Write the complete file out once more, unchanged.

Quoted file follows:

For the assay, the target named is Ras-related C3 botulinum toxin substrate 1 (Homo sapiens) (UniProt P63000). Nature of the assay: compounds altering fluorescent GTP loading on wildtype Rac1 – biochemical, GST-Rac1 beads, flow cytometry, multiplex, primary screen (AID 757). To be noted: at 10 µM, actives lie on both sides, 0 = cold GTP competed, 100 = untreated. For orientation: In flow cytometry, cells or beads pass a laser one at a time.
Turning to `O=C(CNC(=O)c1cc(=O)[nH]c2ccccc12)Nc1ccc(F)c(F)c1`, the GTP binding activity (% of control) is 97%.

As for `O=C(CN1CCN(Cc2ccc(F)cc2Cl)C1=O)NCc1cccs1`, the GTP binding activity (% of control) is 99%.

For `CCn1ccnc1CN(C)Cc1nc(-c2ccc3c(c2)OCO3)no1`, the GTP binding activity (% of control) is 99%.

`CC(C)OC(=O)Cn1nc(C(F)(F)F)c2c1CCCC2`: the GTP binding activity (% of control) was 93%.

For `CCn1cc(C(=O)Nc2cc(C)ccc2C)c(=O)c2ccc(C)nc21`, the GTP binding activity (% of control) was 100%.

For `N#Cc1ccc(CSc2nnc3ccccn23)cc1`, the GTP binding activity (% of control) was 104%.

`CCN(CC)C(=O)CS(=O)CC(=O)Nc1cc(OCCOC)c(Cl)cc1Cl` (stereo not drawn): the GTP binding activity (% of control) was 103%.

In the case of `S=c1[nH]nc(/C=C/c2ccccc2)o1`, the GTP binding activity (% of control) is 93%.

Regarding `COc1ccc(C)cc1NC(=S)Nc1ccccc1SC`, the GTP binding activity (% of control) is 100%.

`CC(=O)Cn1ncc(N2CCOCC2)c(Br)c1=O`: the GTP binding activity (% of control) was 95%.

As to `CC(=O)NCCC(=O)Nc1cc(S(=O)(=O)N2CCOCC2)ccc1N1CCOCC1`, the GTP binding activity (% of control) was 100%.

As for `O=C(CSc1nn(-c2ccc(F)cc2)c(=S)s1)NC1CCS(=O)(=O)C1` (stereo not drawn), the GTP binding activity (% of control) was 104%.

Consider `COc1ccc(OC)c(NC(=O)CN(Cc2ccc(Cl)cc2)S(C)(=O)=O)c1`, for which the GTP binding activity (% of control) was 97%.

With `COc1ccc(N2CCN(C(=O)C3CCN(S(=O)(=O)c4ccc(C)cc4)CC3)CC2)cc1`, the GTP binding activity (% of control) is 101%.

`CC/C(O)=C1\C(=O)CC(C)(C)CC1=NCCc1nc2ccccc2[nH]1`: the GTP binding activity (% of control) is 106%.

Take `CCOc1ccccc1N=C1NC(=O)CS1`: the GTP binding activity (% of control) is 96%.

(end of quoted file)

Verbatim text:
For the assay, the target named is Ras-related C3 botulinum toxin substrate 1 (Homo sapiens) (UniProt P63000). Nature of the assay: compounds altering fluorescent GTP loading on wildtype Rac1 – biochemical, GST-Rac1 beads, flow cytometry, multiplex, primary screen (AID 757). To be noted: at 10 µM, actives lie on both sides, 0 = cold GTP competed, 100 = untreated. For orientation: In flow cytometry, cells or beads pass a laser one at a time.
Turning to `O=C(CNC(=O)c1cc(=O)[nH]c2ccccc12)Nc1ccc(F)c(F)c1`, the GTP binding activity (% of control) is 97%.

As for `O=C(CN1CCN(Cc2ccc(F)cc2Cl)C1=O)NCc1cccs1`, the GTP binding activity (% of control) is 99%.

For `CCn1ccnc1CN(C)Cc1nc(-c2ccc3c(c2)OCO3)no1`, the GTP binding activity (% of control) is 99%.

`CC(C)OC(=O)Cn1nc(C(F)(F)F)c2c1CCCC2`: the GTP binding activity (% of control) was 93%.

For `CCn1cc(C(=O)Nc2cc(C)ccc2C)c(=O)c2ccc(C)nc21`, the GTP binding activity (% of control) was 100%.

For `N#Cc1ccc(CSc2nnc3ccccn23)cc1`, the GTP binding activity (% of control) was 104%.

`CCN(CC)C(=O)CS(=O)CC(=O)Nc1cc(OCCOC)c(Cl)cc1Cl` (stereo not drawn): the GTP binding activity (% of control) was 103%.

In the case of `S=c1[nH]nc(/C=C/c2ccccc2)o1`, the GTP binding activity (% of control) is 93%.

Regarding `COc1ccc(C)cc1NC(=S)Nc1ccccc1SC`, the GTP binding activity (% of control) is 100%.

`CC(=O)Cn1ncc(N2CCOCC2)c(Br)c1=O`: the GTP binding activity (% of control) was 95%.

As to `CC(=O)NCCC(=O)Nc1cc(S(=O)(=O)N2CCOCC2)ccc1N1CCOCC1`, the GTP binding activity (% of control) was 100%.

As for `O=C(CSc1nn(-c2ccc(F)cc2)c(=S)s1)NC1CCS(=O)(=O)C1` (stereo not drawn), the GTP binding activity (% of control) was 104%.

Consider `COc1ccc(OC)c(NC(=O)CN(Cc2ccc(Cl)cc2)S(C)(=O)=O)c1`, for which the GTP binding activity (% of control) was 97%.

With `COc1ccc(N2CCN(C(=O)C3CCN(S(=O)(=O)c4ccc(C)cc4)CC3)CC2)cc1`, the GTP binding activity (% of control) is 101%.

`CC/C(O)=C1\C(=O)CC(C)(C)CC1=NCCc1nc2ccccc2[nH]1`: the GTP binding activity (% of control) is 106%.

Take `CCOc1ccccc1N=C1NC(=O)CS1`: the GTP binding activity (% of control) is 96%.